- Face detection
- Manual controls, big LCD
- Compact design
- HD video support
- Low-quality lens makes for poor image detail
- No dedicated control for changing modes
- Color casts in most images
There was a time when Polaroid was synonymous with the instant pictures. Nowadays, all digital cameras give you an instant view of your picture, so it’s fitting that Polaroid makes point-and-shoot digital cameras. While Polaroid’s t1031 doesn’t print a picture right after it’s been shot, this 10-megapixel camera will give you better results than you’d have gotten with an inexpensive Polaroid film camera.
The t1031 is not a bad camera if you’ve never used a digital camera, or if you use your mobile phone for snapshots. The t1031’s small, boxy design fits easily into a pocket, thanks to a lens that retracts flush with the camera’s body.
The t1031 feels sturdy and solid, but the lack of any kind of moldings or grips makes it difficult to get a firm hold on. With its smooth finish, you might feel more secure using the camera two-handed.
The large 3-inch LCD is very nice; you usually see smaller LCDs on cameras at this price. The LCD suffers a little from streaking when you’re shooting in bright light, but overall image quality on the screen is very good.
Polaroid includes a proprietary rechargeable battery that helps keep the camera’s weight down. Most cameras at this price use AA batteries that are heavier than the t1031’s battery. But that means you’ll have to carry the t1031’s battery recharger on trips.
Autoshooting with the t1031 works well. Since that’s typically how you use a snapshot camera, we were pleased to see that autofocus was fast and accurate, and metering was generally good. At times, the Polaroid has a tendency to overexpose, causing a loss of detail in highlight areas, but overall, it performed well in day and night shooting.
The t1031 includes a face-detection feature that locates and focuses faces in a scene. This is a great tool for snapshot shooters, and it makes self-portraits much easier. What doesn’t work so well is the t1031’s smile detection, which attempts to identify the moment when a subject smiles. As is true with other cameras, smile detection is a gimmicky feature that doesn’t work well.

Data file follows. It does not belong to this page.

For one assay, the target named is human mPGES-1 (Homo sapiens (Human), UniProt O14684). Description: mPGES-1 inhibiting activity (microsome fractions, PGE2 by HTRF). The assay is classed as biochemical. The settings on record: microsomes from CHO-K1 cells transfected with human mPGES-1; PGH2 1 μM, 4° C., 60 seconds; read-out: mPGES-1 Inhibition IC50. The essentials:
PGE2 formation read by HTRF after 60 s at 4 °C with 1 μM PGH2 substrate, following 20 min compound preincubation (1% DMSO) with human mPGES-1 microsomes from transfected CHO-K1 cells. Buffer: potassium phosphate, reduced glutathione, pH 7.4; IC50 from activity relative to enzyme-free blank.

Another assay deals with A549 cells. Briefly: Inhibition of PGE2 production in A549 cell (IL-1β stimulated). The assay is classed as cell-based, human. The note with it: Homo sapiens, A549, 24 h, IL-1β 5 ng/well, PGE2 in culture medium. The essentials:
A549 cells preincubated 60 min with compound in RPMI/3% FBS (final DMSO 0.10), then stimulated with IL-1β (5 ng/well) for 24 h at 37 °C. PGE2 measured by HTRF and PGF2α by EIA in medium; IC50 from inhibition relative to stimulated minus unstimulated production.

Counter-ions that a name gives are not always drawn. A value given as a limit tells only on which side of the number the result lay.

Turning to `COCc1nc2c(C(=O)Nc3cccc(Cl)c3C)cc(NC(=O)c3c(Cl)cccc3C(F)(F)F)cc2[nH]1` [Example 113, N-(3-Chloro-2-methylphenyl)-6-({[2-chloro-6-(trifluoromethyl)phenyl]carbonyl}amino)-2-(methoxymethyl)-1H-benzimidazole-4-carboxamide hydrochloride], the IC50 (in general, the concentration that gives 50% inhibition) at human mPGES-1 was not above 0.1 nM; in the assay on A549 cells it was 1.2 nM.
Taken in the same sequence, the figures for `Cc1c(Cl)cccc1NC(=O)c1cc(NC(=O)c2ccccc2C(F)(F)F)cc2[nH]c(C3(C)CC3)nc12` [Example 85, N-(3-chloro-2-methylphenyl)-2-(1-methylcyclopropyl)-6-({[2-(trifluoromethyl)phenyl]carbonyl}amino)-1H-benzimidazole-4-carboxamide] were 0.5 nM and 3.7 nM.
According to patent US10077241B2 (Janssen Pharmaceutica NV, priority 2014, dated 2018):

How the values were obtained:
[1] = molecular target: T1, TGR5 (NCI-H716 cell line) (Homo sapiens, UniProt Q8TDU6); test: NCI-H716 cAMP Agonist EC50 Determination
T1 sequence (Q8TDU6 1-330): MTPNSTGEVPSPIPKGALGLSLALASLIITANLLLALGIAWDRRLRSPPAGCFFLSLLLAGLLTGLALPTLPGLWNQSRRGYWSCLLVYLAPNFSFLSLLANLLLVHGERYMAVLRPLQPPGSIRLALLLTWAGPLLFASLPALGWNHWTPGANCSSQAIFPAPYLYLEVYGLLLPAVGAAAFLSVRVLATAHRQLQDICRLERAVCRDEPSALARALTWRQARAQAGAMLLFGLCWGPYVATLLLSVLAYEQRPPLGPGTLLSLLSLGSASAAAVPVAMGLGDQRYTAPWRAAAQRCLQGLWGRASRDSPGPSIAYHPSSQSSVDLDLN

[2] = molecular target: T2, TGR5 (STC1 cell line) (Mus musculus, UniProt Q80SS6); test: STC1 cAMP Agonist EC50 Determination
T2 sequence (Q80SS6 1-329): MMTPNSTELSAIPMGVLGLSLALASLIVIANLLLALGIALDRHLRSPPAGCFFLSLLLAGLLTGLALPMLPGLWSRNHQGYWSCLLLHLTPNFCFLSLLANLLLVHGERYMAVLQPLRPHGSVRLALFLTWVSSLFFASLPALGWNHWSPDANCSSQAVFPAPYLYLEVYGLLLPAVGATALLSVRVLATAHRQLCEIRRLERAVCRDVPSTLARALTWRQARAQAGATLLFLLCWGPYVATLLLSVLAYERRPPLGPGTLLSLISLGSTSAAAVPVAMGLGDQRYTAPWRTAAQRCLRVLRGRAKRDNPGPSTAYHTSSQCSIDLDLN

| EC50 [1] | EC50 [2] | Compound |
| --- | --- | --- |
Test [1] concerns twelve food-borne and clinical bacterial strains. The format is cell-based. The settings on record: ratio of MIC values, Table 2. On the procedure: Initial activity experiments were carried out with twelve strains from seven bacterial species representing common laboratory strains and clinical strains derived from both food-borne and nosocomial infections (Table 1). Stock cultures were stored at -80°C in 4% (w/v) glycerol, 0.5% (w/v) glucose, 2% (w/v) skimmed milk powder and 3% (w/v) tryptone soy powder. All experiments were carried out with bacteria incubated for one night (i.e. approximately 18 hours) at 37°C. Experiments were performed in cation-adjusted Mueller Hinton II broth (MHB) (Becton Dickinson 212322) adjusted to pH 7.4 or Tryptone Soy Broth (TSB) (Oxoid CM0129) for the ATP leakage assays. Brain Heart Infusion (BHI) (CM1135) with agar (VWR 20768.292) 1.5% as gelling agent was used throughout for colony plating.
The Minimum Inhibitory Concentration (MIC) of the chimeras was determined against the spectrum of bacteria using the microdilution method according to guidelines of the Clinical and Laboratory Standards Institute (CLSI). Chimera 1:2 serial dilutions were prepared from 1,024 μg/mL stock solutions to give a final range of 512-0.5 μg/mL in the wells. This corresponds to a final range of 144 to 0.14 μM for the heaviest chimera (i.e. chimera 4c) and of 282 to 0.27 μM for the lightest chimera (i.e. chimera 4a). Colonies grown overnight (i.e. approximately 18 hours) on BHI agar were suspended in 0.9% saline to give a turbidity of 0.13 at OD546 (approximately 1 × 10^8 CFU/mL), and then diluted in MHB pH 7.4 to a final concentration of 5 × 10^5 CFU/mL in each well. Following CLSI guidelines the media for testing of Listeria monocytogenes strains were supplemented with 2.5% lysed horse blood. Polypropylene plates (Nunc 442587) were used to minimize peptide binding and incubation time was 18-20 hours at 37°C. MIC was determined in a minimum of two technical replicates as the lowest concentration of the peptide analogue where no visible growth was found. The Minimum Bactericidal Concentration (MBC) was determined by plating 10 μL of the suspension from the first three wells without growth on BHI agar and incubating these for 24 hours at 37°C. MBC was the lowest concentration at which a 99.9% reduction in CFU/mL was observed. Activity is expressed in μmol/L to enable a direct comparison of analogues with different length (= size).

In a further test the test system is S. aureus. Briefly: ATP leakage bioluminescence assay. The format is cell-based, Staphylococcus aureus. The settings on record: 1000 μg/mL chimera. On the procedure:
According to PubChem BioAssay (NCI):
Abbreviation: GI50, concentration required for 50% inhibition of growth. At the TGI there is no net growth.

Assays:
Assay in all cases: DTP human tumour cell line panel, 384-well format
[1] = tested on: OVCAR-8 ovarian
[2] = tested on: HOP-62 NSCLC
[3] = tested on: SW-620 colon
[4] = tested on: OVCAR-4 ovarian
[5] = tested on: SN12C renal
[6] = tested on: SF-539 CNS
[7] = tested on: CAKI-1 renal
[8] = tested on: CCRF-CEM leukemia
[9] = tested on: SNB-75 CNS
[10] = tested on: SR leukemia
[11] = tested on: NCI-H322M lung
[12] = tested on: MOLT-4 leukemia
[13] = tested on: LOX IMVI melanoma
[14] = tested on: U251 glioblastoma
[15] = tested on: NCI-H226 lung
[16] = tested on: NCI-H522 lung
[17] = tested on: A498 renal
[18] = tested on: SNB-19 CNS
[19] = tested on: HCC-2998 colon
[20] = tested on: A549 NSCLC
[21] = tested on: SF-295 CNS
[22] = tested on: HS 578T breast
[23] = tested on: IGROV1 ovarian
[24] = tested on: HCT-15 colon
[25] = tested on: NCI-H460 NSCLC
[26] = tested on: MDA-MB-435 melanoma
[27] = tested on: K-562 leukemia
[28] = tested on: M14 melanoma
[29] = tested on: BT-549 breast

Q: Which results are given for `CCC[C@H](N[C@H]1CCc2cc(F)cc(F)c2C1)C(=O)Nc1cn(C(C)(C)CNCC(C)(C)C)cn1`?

Because there will be times when the camera’s auto mode can’t expose your scene perfectly, the t1031 also offers scene modes, which adjust the camera’s meter for specific shooting situations. The t1031 offers a large assortment of scene modes; so many, in fact, that it can be difficult to determine how some of them might differ from each other. For example, unless you take the time to figure out exactly what the difference is between Night Scene, Night, and Candlelight, you may find these modes confusing.
Surprisingly, the t1031 offers full manual controls, as well as aperture and shutter priority. This is a startling addition to a $100 camera, and is great for the shooter who’s getting started and wants some room to grow and experiment. Like other cameras in this market, this model provides exposure compensation, for the user who wants a little more control.
Unfortunately, you must make mode changes using a menu rather than a dedicated dial, which makes switching slow. You can press the Function button on the back of the camera to get a menu of the last six modes you used, which makes changing modes easier, but I still prefer a dedicated dial.
Ultimately, you should buy a camera based on how good its pictures look, and the t1031 yields good snapshot results. As mentioned earlier, it has a tendency to overexpose, but with a little practice you can learn to compensate for this problem by using the exposure-compensation control.
Scale = Superior, Very Good, Good, Fair, Poor
The t1031 doesn’t have a great lens, and this shows in the chunky details and mottled colors. The camera also has a bit of a color cast. However, if you’re just looking at images on a computer screen or printing out 4-by-6 prints, these issues won’t have a significant impact.
The t1031 can record 640-by-480-pixel video with sound; there’s also an HD-resolution video mode that shoots 1,920-by-1,080 video with sound. The fact that you can get HD video from a $100 camera is pretty amazing, but the t1031’s video quality is hobbled by its low-quality lens. Also, the sound stops recording if you zoom while shooting a video, so you’ll want to refrain from zooming if sound is important.
|Zoom/Focal Length (35mm equivalent)||3x/36mm–108mm|
|Battery Type||Rechargeable lithium ion|
|Media Slots||1 (SD, SDHC)|
|Size (W x H x D)||3.8 x 2.3 x 0.74|
Macworld’s buying advice
If you currently shoot pictures and video with a mobile phone, then the t1031 will be a big step forward in image quality. Its overall design is well-implemented, and it’s certainly not lacking for features. However, for about the same price, you can get better image quality from the Canon PowerShot A470.
[Macworld senior contributor Ben Long is the author of Complete Digital Photography, fourth edition (Charles River Media, 2007). More of Ben’s work can be found at Complete Digital Photography.]